Court Record Data Shows Enduring Harm from Private Student Loan Default Judgments
Court data is a necessary ingredient for meaningfully gauging the scope of the growing access to justice gap in the United States and is a critical tool for advocates seeking to close the gap through legislative action.
To highlight ways in which court data can be used to inform and evaluate legislative and regulatory reforms, UniCourt is featuring a three-part series of guest blog posts from Claire Johnson Raba on her work to improve access to justice for self-represented litigants in state courts.
In her first guest post, Court Data Access Drives Legislative Change: A Story From California, Claire shared examples from California on how court records data can help legislators understand the magnitude and scope of the issues low-income people experience when interacting with the court system. Claire concluded her first post by noting that “the value of analyzing court record data to identify problems means that the success and efficacy of legislative change is measurable and the bills that work to improve access to justice and fair outcomes can be replicated in other states, backed up by research that shows what works.”
Claire’s second guest post digs deeper into the data from her report, Co-opting California Courts: How Private Creditors Have Turned the Judiciary into a Predatory Student Debt Collection Machine, and details how private student loans disproportionately burden borrowers of color, how private student loan borrowers fare poorly in court, certain steps California should take to protect borrowers, and much more.
Court Record Data Shows Enduring Harm from Private Student Loan Default Judgments
Private student loans can haunt borrowers for decades after they leave school, standing in the way of economic stability. When borrowers miss payments on their loans, state court lawsuits are often filed by lenders or debt collectors to collect delinquent student loans, creating a barrier for low-income borrowers trying to climb out of debt. A report analyzing court data from California, Co-opting California Courts: How Private Collectors Have Turned the Judiciary into a Predatory Student Debt Collection Machine, shows how debt collection lawsuits filed in state court to collect private student loans often end up rubber stamped, giving lenders the right to get paid from the wages and bank accounts of low-income workers. In California, judgments accrue interest at a rate of 10 percent per year and are renewable every ten years, effectively making them enforceable indefinitely.
Private Student Loans Pose Risks for Borrowers
There are two types of student loans: federal student loans and private student loans. Federal student loans are backed by the federal government and payments are collected by servicers hired by the Department of Education. When borrowers fail to pay, the Department of the Treasury can garnish a borrower’s income and levy a borrower’s bank accounts using administrative processes. Low-income borrowers unable to pay their federal student loans have options to avoid default, such as income-based repayment programs that allow them to keep their loans in good standing while adjusting payments to an affordable amount each month. Federal loans can be taken out of default through consolidation or rehabilitation. Federal student loans may also be eligible for discharge under programs like the recently overhauled Public Student Loan Forgiveness Program for borrowers who work in public service jobs, total permanent disability discharges, and closed school discharges.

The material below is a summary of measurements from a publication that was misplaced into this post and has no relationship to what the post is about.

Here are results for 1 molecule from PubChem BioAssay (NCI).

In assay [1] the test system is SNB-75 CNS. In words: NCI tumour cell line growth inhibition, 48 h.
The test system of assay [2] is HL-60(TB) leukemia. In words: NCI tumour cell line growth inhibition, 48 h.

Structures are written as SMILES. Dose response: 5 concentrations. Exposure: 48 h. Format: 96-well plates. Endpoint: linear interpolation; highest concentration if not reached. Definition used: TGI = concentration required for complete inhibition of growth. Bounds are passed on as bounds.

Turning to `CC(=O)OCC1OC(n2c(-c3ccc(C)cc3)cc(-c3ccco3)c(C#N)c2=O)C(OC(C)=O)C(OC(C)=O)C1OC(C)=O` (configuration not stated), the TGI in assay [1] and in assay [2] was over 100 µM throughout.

Private student loans have historically been marketed to student borrowers who attend for-profit schools, such as trade schools. Although many of these schools lost their accreditation and are out of business, thousands of borrowers still owe on loans taken out to finance high-cost, low-return degrees earned from disgraced and bankrupt schools like the ITT Technical Institute, DeVry, and the Corinthian Colleges: Everest, Heald, and WyoTech.
Private student loans, originated by private lenders, are riskier and do not come with the same protections for borrowers. They also often have high interest rates – sometimes in the double digits – and are coupled with extremely long repayment periods. This results in an extraordinarily high cost of credit. Private student loans also require a credit check, so family members often end up co-signing for these loans, placing parents and grandparents on the hook if the borrower defaults.
Private student loans begin to accrue interest immediately, while the borrower is still in school, and when the borrower graduates or stops attending school, the loan immediately comes due (in contrast to federal loans, which have a grace period). When borrowers are unable to make their payments, servicers may place borrowers into forbearance, or in temporary reduced-interest payment plan where interest continues to accrue and is added to the balance of the loan at the end of each year through a process known as income capitalization. Over time, borrowers often end up paying more in interest than the amount borrowed in the first place.
Private Student Loans Disproportionately Burden Borrowers of Color
The burden of private student loan debt is not equally distributed across student borrowers. The Student Borrower Protection Center found that while Black borrowers are half as likely to take out private student loans as their white classmates, Black borrowers with private student loans face nearly four times higher than the rate of delinquency by white borrowers. Twenty-four percent of Black borrowers of private student loans have fallen behind on payments, compared to less than 7 percent of white borrowers. The disparate impact of these predatory and high-cost student loans on communities of color and Black borrowers counters the argument that education is “the great equalizer.” In the face of a racial wealth gap in which the net worth of a typical white household is ten times that of a Black family, private student loans end up harming the most vulnerable borrowers and their communities.